Recently I was asked to speak at the inaugural She Runs Campaign School in Perth, a program to encourage more women to run for politics. They were keen to hear about my leadership development work that empowers people from diverse backgrounds to step up and lead AND also about the time I ran as an independent candidate for the Federal Senate.
The time I ran for federal politics
I was 21 years old when I ran for federal politics. It was an incredible experience that taught me so much and influenced my future steps (albeit not in politics). So how did I come run as an independent in 2004?
It’s actually a funny story. 2004 was a very different time in politics. There weren’t many independents that ran at all back then. So much so, the morning TV show, Sunrise started a media campaign to encourage their viewers to run as independents at the next election which hadn’t been called at that stage.
21 year old me had had some experience with politicians and politics through my teenage years. While being involved in my community volunteering, I had the opportunity to meet with, talk and connect with many of my local members of parliament (state and federal) and also meet the Prime Minister, Premier and Minister for the Environment.
So when Sunrise asked viewers to send in videos sharing what you would do if you were a Senator, I was happy to share my two cents worth. Next, Sunrise were showing all the videos and had chosen three people from each state to fly to Canberra to talk about what it would mean to run for the Senate. We got the opportunity to meet and speak with politicians and then we recorded a one minute pitch to be shared again with viewers.
Political pop stars
This is where it turned into, what I call, ‘political pop stars’ where viewers were invited to vote for their favourite Senator-to-be, for the chance to win $10,000 to go towards your costs of running in the election. Lo and behold, I won the WA viewer vote and was awarded the funds! On the 29 August, the election was called for a short 6-week campaign leading up to the election date on the 9 October between Howard and Latham, only the second Federal election where I was legally able to vote!
Like every opportunity I’ve come across, I took it on and gave it everything I had. I printed flyers and posters, got T-shirts made, organised a website and started talking to people. I used the opportunity to attend every networking event I could, where I focused on three key groups – young people, women and small businesses, asking people what they thought of politics and what the community needed. I spent many mornings out on busy street corners in Perth during the morning rush and tried to catch people that way! It was especially useful when I had the couple of opportunities to speak on Sunrise during the campaign too.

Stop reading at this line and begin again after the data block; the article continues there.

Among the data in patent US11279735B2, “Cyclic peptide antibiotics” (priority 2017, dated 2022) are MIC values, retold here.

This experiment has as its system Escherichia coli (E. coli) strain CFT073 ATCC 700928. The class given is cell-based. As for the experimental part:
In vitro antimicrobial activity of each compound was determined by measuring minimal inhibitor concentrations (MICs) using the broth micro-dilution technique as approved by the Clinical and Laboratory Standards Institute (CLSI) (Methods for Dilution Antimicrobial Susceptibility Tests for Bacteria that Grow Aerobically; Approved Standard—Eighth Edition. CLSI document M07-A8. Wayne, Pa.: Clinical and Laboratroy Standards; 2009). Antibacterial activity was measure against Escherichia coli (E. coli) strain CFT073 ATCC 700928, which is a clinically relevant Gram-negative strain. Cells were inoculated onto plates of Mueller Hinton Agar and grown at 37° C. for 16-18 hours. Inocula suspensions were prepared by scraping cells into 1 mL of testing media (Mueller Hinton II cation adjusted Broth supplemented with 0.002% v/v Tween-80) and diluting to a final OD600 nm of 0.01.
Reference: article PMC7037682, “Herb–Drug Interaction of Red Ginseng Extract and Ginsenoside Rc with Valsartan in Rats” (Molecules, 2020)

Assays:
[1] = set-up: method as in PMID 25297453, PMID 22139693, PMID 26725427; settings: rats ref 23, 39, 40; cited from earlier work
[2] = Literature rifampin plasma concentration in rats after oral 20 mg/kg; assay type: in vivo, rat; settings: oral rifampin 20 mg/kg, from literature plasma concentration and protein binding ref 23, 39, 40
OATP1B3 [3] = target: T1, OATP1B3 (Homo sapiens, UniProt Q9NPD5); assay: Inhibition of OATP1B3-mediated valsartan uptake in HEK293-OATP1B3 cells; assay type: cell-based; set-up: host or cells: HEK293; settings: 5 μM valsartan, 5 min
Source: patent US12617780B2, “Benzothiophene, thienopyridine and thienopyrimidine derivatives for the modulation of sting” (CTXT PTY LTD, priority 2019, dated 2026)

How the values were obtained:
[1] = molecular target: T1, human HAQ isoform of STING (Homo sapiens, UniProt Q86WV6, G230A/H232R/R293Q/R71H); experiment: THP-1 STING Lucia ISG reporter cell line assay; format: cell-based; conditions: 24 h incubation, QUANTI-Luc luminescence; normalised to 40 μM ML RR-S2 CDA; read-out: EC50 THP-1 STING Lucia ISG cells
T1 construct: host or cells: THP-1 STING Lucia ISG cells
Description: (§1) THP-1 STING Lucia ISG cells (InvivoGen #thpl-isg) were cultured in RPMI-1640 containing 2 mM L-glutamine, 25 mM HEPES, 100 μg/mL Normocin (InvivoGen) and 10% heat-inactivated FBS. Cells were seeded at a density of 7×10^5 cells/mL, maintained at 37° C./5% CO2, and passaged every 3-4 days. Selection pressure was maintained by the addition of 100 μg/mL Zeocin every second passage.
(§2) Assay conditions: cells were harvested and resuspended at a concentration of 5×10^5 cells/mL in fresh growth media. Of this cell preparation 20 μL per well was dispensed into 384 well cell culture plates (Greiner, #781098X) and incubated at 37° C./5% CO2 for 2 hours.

Number #1 on the Ballot
I was drawn first on the ballot sheet, having found a running mate and entered as a group (as opposed to being an ungrouped independent) and getting the required number of signatures. Another interesting part of the experience was being involved in the preference deals including with the main parties as well a whole range of smaller political parties that I had never heard of before. What is most interesting to me was on reflection was just how so important those preference deals can be. In the end, I polled over 4,000 first preference votes and got pretty close once the preferences started to fall. It definitely shows the power of these preference deals to catapult someone into a seat. Over the years, I’ve noticed how many independents have, in fact, reached a seat on far less first preference votes than I received!
So what were my lessons from the experience?
1. I experienced the huge lack of trust in politicians. This was so stark for me moving from a 21-year-old community volunteer to a political candidate. I could feel some doors closing (or being slammed) as people and groups not wanting to ‘be political’. I don’t think this has changed much except for a few marked exceptions. There is much opportunity to redefine the role and perception of politicians.
2. I realised how little people knew about our political system. My most asked question was what seat I was running for in the Seat and, of course, the Senate is divided by states not seats. I think there is a great opportunity to update our political system too. I believe the adversarial nature of politics is quite out-dated and there is opportunity to look around at how other countries organise their governments as well as newer forms of participatory government such as citizen assemblies.
3. Running for politics is doable – anyone can do it. Bring people together. Do things differently. You don’t have to buy into the ways things have always been done.
We want and need leaders with character. And if Zali Steggles or Cathy McGowan’s experiences are anything to go by, now is the time to put yourself forward. We need leaders driven by the greater good rather than those driven by ego, status and party politics.